As I contemplate more than forty years in the blood-spattered arena that we call a purse, I realize that the game has never been more in my favor. Charlatans and buffoons have rigged a once healthy market. It is a market where stupidity is unleashed. It is a most curious saga. I've seen it all. I was there at the creation. The prevailing stupidities of the current stock market are:
1] Any stock that drops 10% must be sold immediately as it goes to zero.
2] all stocks are generic clones of each other and will therefore move up and down together.
3] excessive and dangerous use of vague and generalized data on the market and the economy rather than precise and precise data on individual companies.
4] the growing belief that stocks are empty boxes with no intrinsic value and that therefore stock analysis is worthless.
5] dangerous excessive dependence on means and clues that distort the truth.
When I broke into the stock market over four decades ago, it was a beast very different from what it is today. At that time, the stock market was dominated by convinced long-term investors. Investors understood that they were buying a business and not a lottery ticket. These investors never thought they were supposed to track their actions on a daily basis. The idea that a 5% or 10% drop in a stock they believed was a cause of panic would have been viewed by them as an absurd proposition. Indeed, it is quite possible that they do not even know that their stock has dropped by 10% or even 15%. I doubt that most of them have even watched the share price more than once every six months.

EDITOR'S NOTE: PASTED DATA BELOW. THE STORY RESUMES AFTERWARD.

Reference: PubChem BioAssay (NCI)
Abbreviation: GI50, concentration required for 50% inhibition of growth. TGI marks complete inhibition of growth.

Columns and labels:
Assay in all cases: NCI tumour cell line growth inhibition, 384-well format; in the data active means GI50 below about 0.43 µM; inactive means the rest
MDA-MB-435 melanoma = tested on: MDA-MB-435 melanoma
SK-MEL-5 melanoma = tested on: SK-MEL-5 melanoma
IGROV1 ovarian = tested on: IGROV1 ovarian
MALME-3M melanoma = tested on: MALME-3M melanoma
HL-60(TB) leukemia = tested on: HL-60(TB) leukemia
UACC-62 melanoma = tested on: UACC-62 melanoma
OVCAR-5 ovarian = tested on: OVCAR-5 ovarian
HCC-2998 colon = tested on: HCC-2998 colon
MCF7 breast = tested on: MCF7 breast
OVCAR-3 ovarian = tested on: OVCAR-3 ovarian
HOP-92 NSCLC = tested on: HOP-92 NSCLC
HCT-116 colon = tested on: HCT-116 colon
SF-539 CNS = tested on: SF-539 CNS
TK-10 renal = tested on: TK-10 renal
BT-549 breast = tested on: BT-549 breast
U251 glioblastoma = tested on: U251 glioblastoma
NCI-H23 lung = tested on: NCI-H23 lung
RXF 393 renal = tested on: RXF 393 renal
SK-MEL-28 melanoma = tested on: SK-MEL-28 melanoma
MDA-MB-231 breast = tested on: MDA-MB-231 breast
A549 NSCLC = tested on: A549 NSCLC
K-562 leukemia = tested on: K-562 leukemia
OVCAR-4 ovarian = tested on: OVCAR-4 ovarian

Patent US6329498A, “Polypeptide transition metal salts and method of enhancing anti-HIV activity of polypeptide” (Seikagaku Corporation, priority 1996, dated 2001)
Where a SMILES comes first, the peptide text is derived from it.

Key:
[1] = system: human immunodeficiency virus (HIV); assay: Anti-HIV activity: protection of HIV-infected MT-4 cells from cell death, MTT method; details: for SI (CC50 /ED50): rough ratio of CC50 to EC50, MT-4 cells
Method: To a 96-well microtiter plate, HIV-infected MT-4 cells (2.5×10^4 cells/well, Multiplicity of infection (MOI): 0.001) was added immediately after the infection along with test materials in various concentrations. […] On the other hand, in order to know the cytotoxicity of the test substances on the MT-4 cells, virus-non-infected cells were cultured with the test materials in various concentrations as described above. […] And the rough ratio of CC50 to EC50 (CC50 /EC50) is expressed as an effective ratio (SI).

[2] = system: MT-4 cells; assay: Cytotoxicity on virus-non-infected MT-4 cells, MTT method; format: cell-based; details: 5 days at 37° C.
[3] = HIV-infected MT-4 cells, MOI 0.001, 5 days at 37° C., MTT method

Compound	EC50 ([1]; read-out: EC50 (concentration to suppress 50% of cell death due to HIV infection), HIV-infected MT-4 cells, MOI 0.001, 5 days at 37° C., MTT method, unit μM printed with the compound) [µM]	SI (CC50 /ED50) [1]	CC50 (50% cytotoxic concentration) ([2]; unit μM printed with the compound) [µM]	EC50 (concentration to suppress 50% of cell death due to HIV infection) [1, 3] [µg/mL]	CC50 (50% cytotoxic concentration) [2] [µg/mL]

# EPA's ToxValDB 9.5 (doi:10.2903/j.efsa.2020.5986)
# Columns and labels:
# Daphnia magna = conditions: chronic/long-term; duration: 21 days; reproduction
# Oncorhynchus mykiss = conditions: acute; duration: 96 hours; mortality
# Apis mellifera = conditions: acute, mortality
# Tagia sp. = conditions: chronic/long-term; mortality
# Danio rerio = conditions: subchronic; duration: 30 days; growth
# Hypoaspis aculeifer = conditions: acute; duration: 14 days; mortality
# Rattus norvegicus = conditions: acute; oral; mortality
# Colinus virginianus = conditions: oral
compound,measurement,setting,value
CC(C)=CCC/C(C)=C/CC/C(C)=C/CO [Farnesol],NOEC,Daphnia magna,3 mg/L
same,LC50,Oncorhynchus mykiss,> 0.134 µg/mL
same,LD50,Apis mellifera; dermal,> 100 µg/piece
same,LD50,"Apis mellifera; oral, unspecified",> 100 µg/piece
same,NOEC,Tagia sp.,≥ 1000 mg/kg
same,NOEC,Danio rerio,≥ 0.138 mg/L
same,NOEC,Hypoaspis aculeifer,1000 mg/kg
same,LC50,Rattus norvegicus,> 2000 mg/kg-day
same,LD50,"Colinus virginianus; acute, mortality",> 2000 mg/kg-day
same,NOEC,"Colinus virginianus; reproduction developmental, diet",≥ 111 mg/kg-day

At that time, most newspapers did not even broadcast the stock tables and there were certainly no financial channels on TV. Historically, great importance has been placed on the analysis and research of individual stocks, since your success or failure depended on your ability to select winning stocks. invest. Macroeconomic factors such as guessing the economy or guessing whether the stock market was going up or down were considered a dupe game.